The Wildfires making their way through the Amazon rainforest is a huge threat to our planet, not just to the borders of Brazil. Environmental experts claim that the damage to the rainforest could mean that fighting climate change could now be even harder. That’s down to the fact that the rainforest, which is responsible for one-fifth of the world’s oxygen, has a key role in the storage of carbon, absorbing a significant amount of the 2.4 billion metric tonnes captured by forests each year. Increased deforestation and a higher number of fires in that area could accelerate warming climates beyond just South America, and markedly so.
The crisis has further implications from a political standpoint. That’s certainly the case for Brazilian president Jair Bolsonaro. The first-year leader, who has been less than convinced when it comes to climate change, vowed in January that he could limit penalties for damaging forests, as well as open up the area for commercial exploration. Images of smoke and wildfire over Brazil caused worldwide alarm when first released and shone a spotlight on the region, raising concerns over broader damage. There are a few things you should know when it comes to the recent rainforest fires.
Experts claim they could obstruct key environmental goals
In 2016, close to 200 countries put pen to paper on the Paris agreement in order to take a stance on climate change. Under that pact, countries promised to put a cap on global warming before the turn of the century. Maintaining that cap, however, could become close to impossible thanks to an increase in wildfires and deforestation, in addition to a change in weather patterns, in the Amazon.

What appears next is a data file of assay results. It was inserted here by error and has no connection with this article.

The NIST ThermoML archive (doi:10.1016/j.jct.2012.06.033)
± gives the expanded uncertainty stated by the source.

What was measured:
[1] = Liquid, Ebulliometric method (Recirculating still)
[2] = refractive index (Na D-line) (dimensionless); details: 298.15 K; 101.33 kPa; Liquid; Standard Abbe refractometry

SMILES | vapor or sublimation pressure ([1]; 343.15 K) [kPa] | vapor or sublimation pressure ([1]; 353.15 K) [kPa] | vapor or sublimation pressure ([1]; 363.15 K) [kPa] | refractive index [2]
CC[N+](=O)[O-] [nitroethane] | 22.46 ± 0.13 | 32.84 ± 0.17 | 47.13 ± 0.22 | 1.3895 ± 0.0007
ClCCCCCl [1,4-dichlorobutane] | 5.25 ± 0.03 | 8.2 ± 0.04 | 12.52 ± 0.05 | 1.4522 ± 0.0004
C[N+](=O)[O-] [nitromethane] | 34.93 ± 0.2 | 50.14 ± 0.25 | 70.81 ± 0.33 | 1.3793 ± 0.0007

Deforestation is accelerating
Earlier in 2019, Brazil’s National Institute for Space Research (INPE) revealed data that showed an 88 per cent increase in deforestation over a 12-month period. Fires in Brazil have also been on the rise, with an 85 per cent increase from last year. While it’s true that the summer can contribute to fires in the Amazon, experts have said that the dry season hasn’t been sufficiently extreme to result in such a substantial increase in wildfires. Greenpeace Brazil said that the increase of the fires has occurred in areas most affected by a rise in deforestation.
Bolsonaro is in the spotlight
The Brazilian president pledged that his government would welcome business development in the Amazon rainforest and once said that the country’s environmental policies were damaging the economy. Reportedly, he imposed a 24 per cent budget cut on the main environmental agency. He’s also talked about plans to allow protected indigenous reserves to be mined. He also fired Ricardo Galvão, the INPE Director, for his defence of agency data that revealed the rate of increased deforestation in Brazil. Bolsonaro said that numbers were lies. He also made accusations of nongovernmental organisations, claiming that they were responsible for the fires as part of a bid to ruin his reputation.